It was a busy first album cycle for the Brooklyn via London and Sweden duo known as Alberta Cross . Their debut, Broken Side of


Tell Me About That Album: Songs of Patience by Alberta Cross

It was a busy first album cycle for the Brooklyn via London and Sweden duo known as Alberta Cross. Their debut, Broken Side of Time, racked up lots of praise from rock critics and the band toured extensively on their own as well as sharing the stage with bands like The Shins, Oasis and Mumford and Sons. With their follow-up, Songs of Patience, released earlier this month, the band will do a month-long run of U.S. dates before heading off to Europe to play the festival circuit. We caught up with bassist and co-founder Terry Wolfers, who told us more about the new record, why he was so excited to visit Seattle his very first time and how the band is frequently mistaken for being Canadian. Alberta Cross play The Crocodile on July 28th. They'll also do a free in-store performance at the Silver Platters in Queen Anne at 3 p.m.

It was a rocky road to writing and releasing this record. You expanded and contracted the band and laid down tracks in several locales. Had self-doubt set in? I don't think it was self-doubt. Because we done so much touring, we hadn't had the opportunity as a band to really start working on things. But there were problems along the way as there always is. You budget for certain amounts and then you run out of money and you ask these producers to do so much work for you for less than what they're used to, so you have to work around their schedule. Also, I think that we weren't entirely happy with it. We just didn't want to rush it out.

Is the title of the record literal then? Yeah. We were toying around with some names when we were in the studio and that came up and it was just perfect.

Did you and Petter talk at all about a vision for what you wanted the record to be? Not really. I think we always think more about the songs rather than the album as a whole.

Is it awkward to play songs from a new record on tour that audiences won't necessarily be immediately familiar with? I find the opposite really. You want to present songs to those people in the best possible light so they can really get behind them. It's very exciting for us to be playing new material live because we toured the last record so much. People have been coming up and saying that they really love the new material, which is amazing when they come down to hear the previous record and then they're over the moon with this one. That really means a lot.

Do you have a favorite song on the record? I think "I Believe in Everything" is one of my favorites because we had a lot of fun recording that one. We had a bunch of our friends down to the studio for the stomps and the claps. Everyone got in there at like two in the morning and had a bit of fun. And they were hanging out while we recorded that track. It's got a shoegaze element to it too and I love all that stuff. It's what I grew up listening to.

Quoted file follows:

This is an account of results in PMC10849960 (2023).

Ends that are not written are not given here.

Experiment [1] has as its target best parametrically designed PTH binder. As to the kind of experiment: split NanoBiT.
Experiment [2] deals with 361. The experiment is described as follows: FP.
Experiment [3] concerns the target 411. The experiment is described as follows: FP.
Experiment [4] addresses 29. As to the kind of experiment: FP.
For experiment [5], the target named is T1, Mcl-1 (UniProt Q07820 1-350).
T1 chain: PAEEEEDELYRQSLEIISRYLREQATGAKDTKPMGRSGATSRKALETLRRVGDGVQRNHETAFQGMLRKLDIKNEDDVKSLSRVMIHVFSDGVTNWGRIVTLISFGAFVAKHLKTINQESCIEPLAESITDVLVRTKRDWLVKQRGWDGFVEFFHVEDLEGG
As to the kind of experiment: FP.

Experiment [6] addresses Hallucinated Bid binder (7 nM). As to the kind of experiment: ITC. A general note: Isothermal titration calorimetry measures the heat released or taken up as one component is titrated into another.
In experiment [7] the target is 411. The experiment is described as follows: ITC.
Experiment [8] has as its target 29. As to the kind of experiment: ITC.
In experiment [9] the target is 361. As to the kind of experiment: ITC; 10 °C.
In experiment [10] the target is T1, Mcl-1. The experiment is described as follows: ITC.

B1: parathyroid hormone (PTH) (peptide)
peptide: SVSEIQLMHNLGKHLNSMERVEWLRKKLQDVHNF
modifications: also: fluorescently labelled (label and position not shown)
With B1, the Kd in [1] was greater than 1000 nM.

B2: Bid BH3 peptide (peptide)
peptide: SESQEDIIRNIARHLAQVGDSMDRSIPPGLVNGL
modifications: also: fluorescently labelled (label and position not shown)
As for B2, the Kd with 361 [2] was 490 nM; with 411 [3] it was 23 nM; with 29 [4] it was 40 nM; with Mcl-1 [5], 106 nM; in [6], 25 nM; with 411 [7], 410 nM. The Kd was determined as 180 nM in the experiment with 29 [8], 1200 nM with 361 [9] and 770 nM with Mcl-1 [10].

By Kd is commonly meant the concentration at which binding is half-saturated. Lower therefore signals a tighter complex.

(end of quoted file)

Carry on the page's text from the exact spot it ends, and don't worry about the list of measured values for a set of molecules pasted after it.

Can you tell me about the cover art and how it came about? It's a striking image. We wanted a picture this time, a great image. It was a shoot that was done by a friend of our singer Petter. We ran into a bit of time crunch and we were running out of time for someone to do it and that was some art that Petter stumbled across and really just felt that it fit his version of the album.

So it's not you guys in the picture? No, it's not us. It was shot for a campaign two years back. There's a few more and they are all striking.

Was there something about it that you thought summed up the album, with the two subjects' heads inside these other objects -- or was it just an arresting image? I just imagined it being the cover, and the additional artwork and pictures working well in the rest of the package. It reminded me of early Verve artwork, which was done by a company called Microdot.

Do people ever think you are Canadian based on your band name? Yeah, we get asked that all the time. We played Canada once and we get reviewed the next day and someone said it was really great to see Canadian bands out there doing it.

How did you guys decide on Brooklyn when you moved abroad? There are a lot of bands there, but it doesn't exactly ooze Americana. The only place we had been in the States was the CMJ Festival about four years ago in New York. We met up with a lot of bands there and the scene in London was at a little bit of a low at that point, especially for a band like us. We'd get on a bill with bands that sounded like Joy Division and it was just a bit weird. And then we came to New York and we were playing with bands that weren't exactly like us, but it worked. It was an interesting night of music rather than us sticking out like a sore thumb. It was an energy thing. It was so new for us. Plus, we had eight months left on a visa so we thought we might not get the opportunity to do it so we might as well do it now.

How many times did you guys come to Seattle on your first LP? We played Chop Suey about three years ago and that's the only time we've ever been to Seattle. Unfortunately it was one of one those nights where you play and you have to get on your way pretty quick, which was too bad because we'd all been looking forward to it. Frasier was one of my favorite programs. I absolutely love it, so the first time I went to Seattle I was a very happy man. And Petter was ecstatic to go into the very first Starbucks. Before the show we went down to the little market and ended up going to one of the best tobacco shops in America. I could finally find everything I'd been searching for for about three weeks.

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